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How do you turn this on, or are the batteries dead?

'finding' the mouse just means that the receiver portion has been recognized and drivers installed.

on the bottom of the mouse should be a very small on/off switch, and of course the batteries in the mouse might be depleted as well.

Sep 13, 2014 | Case Logic Wireless Optical Mouse Black...

1 Answer

Logik wireless scroll mouse

The mouse is listed as working with Windows 7 so you shouldn't have any problems using it in Windows 8.

Jul 30, 2014 | Case Logic EW-609 3-Button Wireless...

1 Answer

My case logic mouse does not show up in the "find devices" area. batteries are brand new. I just want it to work.

I tried searching case logic's site for support for this mouse...but to no avail. Apparently this was a hit and run product they never looked back on. Anyways, I found a few answers from other users on the net. Here's one such solution I could glean. Hope it helps:
1) Locate the 'reset' button on the bottom of the mouse. (Tiny little black button on ours...)

2) Plug in the USB receiver. The blue LED button should light steadily.

3) Turn on the mouse. Hold it near the USB receiver.

4) Push the blue LED button on the receiver, and as it begins flashing slowly, push the reset button on the bottom of the mouse. This should synchronize the mouse and the USB receiver within moments.

5) If the blue LED button on the USB receiver begins flashing very rapidly, the mouse and the USB receiver are communicating, and the mouse should begin to work.

If it does not, the battery in the mouse may need to be removed and replaced, then the whole process started again...

If it works, you'll probably have to go into Mouse Properties in your Device Manager and adjust the response of the mouse, because the default settings are often positively crazy sensitive!

Mar 11, 2011 | Case Logic Computers & Internet

1 Answer

This mouse worked fine for several weeks. But then, suddenly, it developed "rabies." When I single-click the left mouse button, it almost always treats it as a double click. I did slow down...

Mice and keyboards only last so long. Some are better than others; however, its time to get a new one. I suggest you put up about $30 and get a Mouse/Keyboard Wireless set. No wires and no fuss.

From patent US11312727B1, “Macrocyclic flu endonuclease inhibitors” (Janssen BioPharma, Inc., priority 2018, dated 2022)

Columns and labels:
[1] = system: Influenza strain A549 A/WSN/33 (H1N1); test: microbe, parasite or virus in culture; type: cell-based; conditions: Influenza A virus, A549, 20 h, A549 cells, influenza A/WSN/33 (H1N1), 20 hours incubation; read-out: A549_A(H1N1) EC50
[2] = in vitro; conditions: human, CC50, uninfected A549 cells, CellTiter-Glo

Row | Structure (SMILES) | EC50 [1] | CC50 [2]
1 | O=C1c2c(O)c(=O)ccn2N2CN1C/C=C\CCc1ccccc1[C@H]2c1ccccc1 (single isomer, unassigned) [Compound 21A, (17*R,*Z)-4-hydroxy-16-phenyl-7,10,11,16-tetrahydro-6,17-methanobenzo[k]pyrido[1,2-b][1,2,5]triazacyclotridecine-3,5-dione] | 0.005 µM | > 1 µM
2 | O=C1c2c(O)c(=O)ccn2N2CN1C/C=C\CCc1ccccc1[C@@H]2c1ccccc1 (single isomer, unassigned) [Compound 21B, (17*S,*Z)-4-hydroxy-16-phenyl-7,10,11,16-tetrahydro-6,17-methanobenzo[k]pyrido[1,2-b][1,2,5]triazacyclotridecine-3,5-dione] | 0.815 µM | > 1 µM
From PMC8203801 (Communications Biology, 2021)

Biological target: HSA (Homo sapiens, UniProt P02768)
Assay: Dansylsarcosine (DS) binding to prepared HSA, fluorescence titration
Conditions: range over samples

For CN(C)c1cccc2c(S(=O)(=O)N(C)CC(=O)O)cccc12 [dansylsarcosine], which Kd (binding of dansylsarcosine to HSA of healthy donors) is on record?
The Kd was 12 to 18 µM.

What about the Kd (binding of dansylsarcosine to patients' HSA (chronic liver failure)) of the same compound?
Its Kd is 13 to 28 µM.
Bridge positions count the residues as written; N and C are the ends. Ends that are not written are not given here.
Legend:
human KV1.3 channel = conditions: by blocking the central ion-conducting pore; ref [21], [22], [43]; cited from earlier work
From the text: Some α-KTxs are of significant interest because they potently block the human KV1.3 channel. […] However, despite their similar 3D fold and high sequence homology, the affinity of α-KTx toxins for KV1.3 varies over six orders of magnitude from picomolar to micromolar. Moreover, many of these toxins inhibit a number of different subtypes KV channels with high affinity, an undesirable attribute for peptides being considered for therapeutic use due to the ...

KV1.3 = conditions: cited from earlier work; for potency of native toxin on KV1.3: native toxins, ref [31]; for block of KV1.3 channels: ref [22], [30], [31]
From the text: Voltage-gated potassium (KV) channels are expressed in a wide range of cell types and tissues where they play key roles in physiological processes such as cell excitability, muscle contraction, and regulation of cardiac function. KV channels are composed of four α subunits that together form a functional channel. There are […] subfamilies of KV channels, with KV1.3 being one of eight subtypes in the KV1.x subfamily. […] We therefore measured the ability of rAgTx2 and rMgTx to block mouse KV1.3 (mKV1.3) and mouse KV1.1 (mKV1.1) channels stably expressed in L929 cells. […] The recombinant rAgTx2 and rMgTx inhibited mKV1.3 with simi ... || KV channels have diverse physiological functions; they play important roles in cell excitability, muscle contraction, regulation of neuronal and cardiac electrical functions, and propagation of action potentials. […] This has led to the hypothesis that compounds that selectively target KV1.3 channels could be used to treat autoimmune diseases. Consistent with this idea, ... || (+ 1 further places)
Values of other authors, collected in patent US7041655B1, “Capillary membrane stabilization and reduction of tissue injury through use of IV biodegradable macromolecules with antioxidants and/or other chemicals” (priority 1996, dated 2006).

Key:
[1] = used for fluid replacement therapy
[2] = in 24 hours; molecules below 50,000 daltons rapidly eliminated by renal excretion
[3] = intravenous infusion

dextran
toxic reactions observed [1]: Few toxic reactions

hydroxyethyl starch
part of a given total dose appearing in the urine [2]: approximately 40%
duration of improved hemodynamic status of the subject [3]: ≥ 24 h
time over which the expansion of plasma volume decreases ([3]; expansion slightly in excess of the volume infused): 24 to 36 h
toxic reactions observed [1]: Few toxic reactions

Feb 19, 2018 | Case Logic Computers & Internet

1 Answer

Where is the cam sensor on a 2005 dodge neon sxt 2.0

Camshaft Position Sensor-On top of engine Operation The Engine Management System (EMS) uses the camshaft position sensor to manage sequential fuel injection and as part of misfire diagnosis. The EMS constantly monitors the number of pulses on the signal circuit. The EMS compares the number of camshaft sensor reference pulses and the number of crankshaft position sensor reference pulses received. If the EMS receives an incorrect number of pulses, Diagnostic Trouble Codes (DTCs) should be stored in the EMS. Some engine management systems will then default to multi-port or "gang-fire" injector operation. The camshaft position sensor signal is required to sequence the injector operation to the proper cylinder timing. If the camshaft position sensor or circuit is faulty, most engines will start. However, the EMS misfire diagnostic will likely be affected.
The following symptoms can be caused by an intermittent wiring connections or faulty signal to the EMS.
Related Symptoms
  • Extended crank time with a cold engine
  • Intermittent rough running
  • Unstable idle
  • Bucking
  • Hesitation
  • Stumble
  • Chuggle
  • Poor fuel economy
  • Stalling on acceleration
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Aug 05, 2010 | 2005 Dodge Neon

2 Answers

I have 2002 pontiac grand am 2.2 liter. Car shut off while driving. It cranks over fine. Won't start due to no spark. Changed ignition control module crankshaft sensor and Coil packs still no cigar? No...

wow, you changed the ignition control module, crank sensor, and coil packs and no spark?

Take to an auto electric shop where they can test the wiring to see if there are any breaks between the sensors or parts you already invested in.

Can your scanner communicate with the PCM?